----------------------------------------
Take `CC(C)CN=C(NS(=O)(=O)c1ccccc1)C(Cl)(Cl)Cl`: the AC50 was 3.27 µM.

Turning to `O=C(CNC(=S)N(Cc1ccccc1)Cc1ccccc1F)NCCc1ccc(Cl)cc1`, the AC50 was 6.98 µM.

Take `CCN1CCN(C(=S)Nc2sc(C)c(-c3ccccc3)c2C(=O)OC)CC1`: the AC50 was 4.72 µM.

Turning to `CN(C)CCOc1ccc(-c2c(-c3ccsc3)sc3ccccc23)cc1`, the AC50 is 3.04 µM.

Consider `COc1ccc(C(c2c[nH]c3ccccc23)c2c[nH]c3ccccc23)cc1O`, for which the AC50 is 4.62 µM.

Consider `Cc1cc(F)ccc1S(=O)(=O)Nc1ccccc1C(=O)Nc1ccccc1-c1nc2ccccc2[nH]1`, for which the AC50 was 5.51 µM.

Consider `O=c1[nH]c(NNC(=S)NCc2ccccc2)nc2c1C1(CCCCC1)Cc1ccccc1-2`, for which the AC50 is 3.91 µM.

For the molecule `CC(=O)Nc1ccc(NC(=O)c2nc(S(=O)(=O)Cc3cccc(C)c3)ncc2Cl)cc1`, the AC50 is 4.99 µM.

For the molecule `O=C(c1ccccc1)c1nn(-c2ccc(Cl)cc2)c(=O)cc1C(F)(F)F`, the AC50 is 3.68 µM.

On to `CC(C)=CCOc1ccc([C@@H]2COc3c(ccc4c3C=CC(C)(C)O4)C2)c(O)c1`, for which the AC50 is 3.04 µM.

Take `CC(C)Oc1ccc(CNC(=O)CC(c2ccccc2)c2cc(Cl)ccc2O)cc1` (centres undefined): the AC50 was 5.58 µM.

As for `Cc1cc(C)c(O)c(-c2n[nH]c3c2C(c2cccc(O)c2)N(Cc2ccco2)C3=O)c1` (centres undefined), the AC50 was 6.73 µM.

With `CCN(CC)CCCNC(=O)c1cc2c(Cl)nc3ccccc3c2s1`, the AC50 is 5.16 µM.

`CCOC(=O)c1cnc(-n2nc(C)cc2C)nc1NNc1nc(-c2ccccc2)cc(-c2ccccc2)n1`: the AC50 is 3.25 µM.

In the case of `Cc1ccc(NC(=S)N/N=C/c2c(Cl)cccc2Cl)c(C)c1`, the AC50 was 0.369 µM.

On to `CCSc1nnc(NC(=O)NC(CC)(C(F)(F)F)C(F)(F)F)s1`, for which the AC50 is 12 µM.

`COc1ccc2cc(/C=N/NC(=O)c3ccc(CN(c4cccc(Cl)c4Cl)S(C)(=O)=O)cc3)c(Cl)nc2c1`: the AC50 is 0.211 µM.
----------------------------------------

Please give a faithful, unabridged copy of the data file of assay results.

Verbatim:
Take `CC(C)CN=C(NS(=O)(=O)c1ccccc1)C(Cl)(Cl)Cl`: the AC50 was 3.27 µM.

Turning to `O=C(CNC(=S)N(Cc1ccccc1)Cc1ccccc1F)NCCc1ccc(Cl)cc1`, the AC50 was 6.98 µM.

Take `CCN1CCN(C(=S)Nc2sc(C)c(-c3ccccc3)c2C(=O)OC)CC1`: the AC50 was 4.72 µM.

Turning to `CN(C)CCOc1ccc(-c2c(-c3ccsc3)sc3ccccc23)cc1`, the AC50 is 3.04 µM.

Consider `COc1ccc(C(c2c[nH]c3ccccc23)c2c[nH]c3ccccc23)cc1O`, for which the AC50 is 4.62 µM.

Consider `Cc1cc(F)ccc1S(=O)(=O)Nc1ccccc1C(=O)Nc1ccccc1-c1nc2ccccc2[nH]1`, for which the AC50 was 5.51 µM.

Consider `O=c1[nH]c(NNC(=S)NCc2ccccc2)nc2c1C1(CCCCC1)Cc1ccccc1-2`, for which the AC50 is 3.91 µM.

For the molecule `CC(=O)Nc1ccc(NC(=O)c2nc(S(=O)(=O)Cc3cccc(C)c3)ncc2Cl)cc1`, the AC50 is 4.99 µM.

For the molecule `O=C(c1ccccc1)c1nn(-c2ccc(Cl)cc2)c(=O)cc1C(F)(F)F`, the AC50 is 3.68 µM.

On to `CC(C)=CCOc1ccc([C@@H]2COc3c(ccc4c3C=CC(C)(C)O4)C2)c(O)c1`, for which the AC50 is 3.04 µM.

Take `CC(C)Oc1ccc(CNC(=O)CC(c2ccccc2)c2cc(Cl)ccc2O)cc1` (centres undefined): the AC50 was 5.58 µM.

As for `Cc1cc(C)c(O)c(-c2n[nH]c3c2C(c2cccc(O)c2)N(Cc2ccco2)C3=O)c1` (centres undefined), the AC50 was 6.73 µM.

With `CCN(CC)CCCNC(=O)c1cc2c(Cl)nc3ccccc3c2s1`, the AC50 is 5.16 µM.

`CCOC(=O)c1cnc(-n2nc(C)cc2C)nc1NNc1nc(-c2ccccc2)cc(-c2ccccc2)n1`: the AC50 is 3.25 µM.

In the case of `Cc1ccc(NC(=S)N/N=C/c2c(Cl)cccc2Cl)c(C)c1`, the AC50 was 0.369 µM.

On to `CCSc1nnc(NC(=O)NC(CC)(C(F)(F)F)C(F)(F)F)s1`, for which the AC50 is 12 µM.

`COc1ccc2cc(/C=N/NC(=O)c3ccc(CN(c4cccc(Cl)c4Cl)S(C)(=O)=O)cc3)c(Cl)nc2c1`: the AC50 is 0.211 µM.